More Sprints in Top-Class Football Necessitates New and Individualised Training Routines
Today’s top-class football is characterised by more short sprints than in the past. In English Premier League, high-intensity running has increased by 50% in the last 10 years, presenting new challenges to the players in terms of fatigue resistance and ability to recover quickly. The change has also resulted in greater variation in the tempo of matches, and this new pattern calls for revised training routines. This is the conclusion of new research from the University of Gothenburg.
The study in question is based on an extensive amount of data. A research team, consisting of Dan Fransson and Magni Mohr, exercise physiology researchers at the Department of Food and Nutrition, and Sport Science, University of Gothenburg, and Professor Peter Krustrup from the University of Southern Denmark, watched 62 football matches played 2010–2012 and made 1 105 observations of 473 players from 24 different Premier League teams.
The results show that, compared with in the past, modern top-class football is characterised by more high-intensity sprints followed by a substantially lower tempo. Repeated bouts of high-intensity running for 1–5 minutes are followed by a historically low intensity for up to 5 minutes. Thus, a player’s activity level during a match tends to alternate between two extremes, compared with the traditionally more steady match tempo.
Training Should Be Adapted to the New Pattern
The analysis points to significant differences in fatigue and recovery patterns among players. Some players can exhibit four times as much high-intensity running as others in one and the same match.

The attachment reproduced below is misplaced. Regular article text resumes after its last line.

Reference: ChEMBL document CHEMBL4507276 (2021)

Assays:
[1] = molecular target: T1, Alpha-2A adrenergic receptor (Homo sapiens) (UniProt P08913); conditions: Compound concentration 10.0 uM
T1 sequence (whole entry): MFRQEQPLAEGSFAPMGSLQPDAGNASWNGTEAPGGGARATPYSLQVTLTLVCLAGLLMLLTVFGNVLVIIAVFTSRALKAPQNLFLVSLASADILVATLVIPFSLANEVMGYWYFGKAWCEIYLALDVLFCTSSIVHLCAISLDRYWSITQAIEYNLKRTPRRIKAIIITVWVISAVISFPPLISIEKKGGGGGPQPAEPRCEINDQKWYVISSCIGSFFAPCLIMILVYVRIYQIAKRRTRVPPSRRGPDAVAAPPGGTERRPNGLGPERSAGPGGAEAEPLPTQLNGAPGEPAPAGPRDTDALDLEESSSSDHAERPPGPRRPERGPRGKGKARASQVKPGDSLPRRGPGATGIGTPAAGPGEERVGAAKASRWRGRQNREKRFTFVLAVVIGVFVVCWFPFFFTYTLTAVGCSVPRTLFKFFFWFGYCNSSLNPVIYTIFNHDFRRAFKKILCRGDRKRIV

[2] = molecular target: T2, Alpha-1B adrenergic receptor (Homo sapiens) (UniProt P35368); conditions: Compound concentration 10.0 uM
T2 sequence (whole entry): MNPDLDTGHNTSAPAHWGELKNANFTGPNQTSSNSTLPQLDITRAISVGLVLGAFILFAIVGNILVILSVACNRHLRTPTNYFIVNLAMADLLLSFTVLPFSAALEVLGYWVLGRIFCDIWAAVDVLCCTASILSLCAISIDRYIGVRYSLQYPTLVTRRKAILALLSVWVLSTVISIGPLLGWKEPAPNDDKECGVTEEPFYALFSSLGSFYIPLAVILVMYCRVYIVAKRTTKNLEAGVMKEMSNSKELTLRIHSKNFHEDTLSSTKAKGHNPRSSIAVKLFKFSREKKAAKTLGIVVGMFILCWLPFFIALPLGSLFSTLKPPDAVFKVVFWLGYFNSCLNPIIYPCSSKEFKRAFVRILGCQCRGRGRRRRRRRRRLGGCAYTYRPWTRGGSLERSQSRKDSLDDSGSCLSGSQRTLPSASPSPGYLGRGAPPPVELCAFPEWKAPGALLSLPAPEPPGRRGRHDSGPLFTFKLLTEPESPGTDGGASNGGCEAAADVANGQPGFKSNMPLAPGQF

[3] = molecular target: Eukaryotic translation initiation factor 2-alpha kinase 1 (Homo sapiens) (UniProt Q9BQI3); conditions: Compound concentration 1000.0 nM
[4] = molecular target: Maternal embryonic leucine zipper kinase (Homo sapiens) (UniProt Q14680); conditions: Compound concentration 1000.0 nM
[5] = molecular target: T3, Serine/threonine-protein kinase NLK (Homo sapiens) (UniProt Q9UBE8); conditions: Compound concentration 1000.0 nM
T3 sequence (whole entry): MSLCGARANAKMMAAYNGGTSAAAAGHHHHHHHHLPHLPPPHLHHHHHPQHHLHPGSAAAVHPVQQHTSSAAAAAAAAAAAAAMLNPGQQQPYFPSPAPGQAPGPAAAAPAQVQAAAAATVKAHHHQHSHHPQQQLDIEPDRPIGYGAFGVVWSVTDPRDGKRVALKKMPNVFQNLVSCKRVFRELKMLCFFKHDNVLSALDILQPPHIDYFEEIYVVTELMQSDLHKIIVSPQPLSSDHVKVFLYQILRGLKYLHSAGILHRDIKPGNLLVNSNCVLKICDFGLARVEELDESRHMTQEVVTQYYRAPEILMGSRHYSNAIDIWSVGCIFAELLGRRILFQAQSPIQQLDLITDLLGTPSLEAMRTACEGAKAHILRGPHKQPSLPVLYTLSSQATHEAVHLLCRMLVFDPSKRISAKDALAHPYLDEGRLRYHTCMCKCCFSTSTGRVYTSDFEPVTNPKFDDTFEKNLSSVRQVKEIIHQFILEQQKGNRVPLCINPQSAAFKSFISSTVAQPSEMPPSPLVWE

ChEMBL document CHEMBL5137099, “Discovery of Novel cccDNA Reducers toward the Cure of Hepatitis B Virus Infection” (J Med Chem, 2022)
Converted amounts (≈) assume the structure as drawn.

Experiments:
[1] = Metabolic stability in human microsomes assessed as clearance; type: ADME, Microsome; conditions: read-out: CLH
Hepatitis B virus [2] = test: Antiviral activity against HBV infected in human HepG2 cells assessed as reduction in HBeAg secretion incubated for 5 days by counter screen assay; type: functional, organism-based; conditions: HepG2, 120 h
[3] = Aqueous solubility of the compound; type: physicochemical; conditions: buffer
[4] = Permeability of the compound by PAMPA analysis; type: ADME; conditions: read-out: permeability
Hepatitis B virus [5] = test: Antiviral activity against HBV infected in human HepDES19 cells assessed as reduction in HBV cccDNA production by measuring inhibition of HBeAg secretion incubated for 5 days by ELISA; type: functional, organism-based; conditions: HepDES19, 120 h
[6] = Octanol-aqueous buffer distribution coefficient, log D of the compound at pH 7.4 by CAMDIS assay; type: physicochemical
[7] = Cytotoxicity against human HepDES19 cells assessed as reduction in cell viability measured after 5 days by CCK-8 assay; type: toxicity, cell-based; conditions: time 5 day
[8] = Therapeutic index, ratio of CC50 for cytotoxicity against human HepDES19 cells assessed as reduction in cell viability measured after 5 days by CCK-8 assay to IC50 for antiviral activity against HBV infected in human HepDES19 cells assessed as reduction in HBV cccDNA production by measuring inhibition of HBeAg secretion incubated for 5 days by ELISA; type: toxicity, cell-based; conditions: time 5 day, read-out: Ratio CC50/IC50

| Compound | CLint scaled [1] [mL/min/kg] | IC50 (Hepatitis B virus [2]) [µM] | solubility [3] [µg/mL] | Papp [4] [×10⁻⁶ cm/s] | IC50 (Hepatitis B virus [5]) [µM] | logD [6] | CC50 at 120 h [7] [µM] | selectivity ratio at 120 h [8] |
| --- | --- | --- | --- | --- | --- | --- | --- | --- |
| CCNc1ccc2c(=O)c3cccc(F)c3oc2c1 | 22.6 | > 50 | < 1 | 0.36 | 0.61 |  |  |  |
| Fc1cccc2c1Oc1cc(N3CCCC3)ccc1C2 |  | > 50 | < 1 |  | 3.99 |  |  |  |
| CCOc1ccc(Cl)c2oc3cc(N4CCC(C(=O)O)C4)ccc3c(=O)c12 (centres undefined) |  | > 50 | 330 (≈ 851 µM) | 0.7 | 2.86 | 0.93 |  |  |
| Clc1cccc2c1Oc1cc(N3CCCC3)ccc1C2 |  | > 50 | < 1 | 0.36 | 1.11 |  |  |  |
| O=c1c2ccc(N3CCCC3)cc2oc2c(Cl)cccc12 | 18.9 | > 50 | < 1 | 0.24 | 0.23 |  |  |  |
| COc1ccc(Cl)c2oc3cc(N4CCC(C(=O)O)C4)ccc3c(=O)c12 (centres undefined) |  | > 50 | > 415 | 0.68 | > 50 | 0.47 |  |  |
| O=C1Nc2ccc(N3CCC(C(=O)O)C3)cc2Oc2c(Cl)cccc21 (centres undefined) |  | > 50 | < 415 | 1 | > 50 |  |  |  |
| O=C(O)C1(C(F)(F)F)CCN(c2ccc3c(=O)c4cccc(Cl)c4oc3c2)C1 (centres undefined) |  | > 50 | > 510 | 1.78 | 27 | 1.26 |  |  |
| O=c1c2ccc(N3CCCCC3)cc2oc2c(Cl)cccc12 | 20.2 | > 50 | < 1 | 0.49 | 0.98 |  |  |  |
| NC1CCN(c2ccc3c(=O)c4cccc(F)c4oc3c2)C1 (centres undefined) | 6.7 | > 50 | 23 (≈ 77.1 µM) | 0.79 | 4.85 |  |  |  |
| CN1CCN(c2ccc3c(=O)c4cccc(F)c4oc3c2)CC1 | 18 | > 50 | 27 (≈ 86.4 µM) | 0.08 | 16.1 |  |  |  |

‘This indicates that in order for players to maximise their potential and avoid injuries, they need more individualised training depending on position played. All players shouldn’t train in the same way,’ says Fransson.
Central defenders stand out
Central defenders stand out from the other playing positions. These are the only players whose running did not decrease after the most intense 1–2-minute periods.
‘The reason for this is simply that central defenders face the lowest demands of all players except goalkeepers when it comes to high-intensity running. They have the longest recovery periods between the intense phases of a football match,’ says Fransson.
The results of the study are presented in the article Running Intensity Fluctuations Indicate Temporary Performance Decrement in Top-Class Football published in Science and Medicine in Football, http://www.tandfonline.com/doi/full/10.1080/02640414.2016.1254808
For more information please contact:
Dan Fransson, the Department of Food and Nutrition, and Sport Science, email: firstname.lastname@example.org, tel,: +46 (0)76 393 1800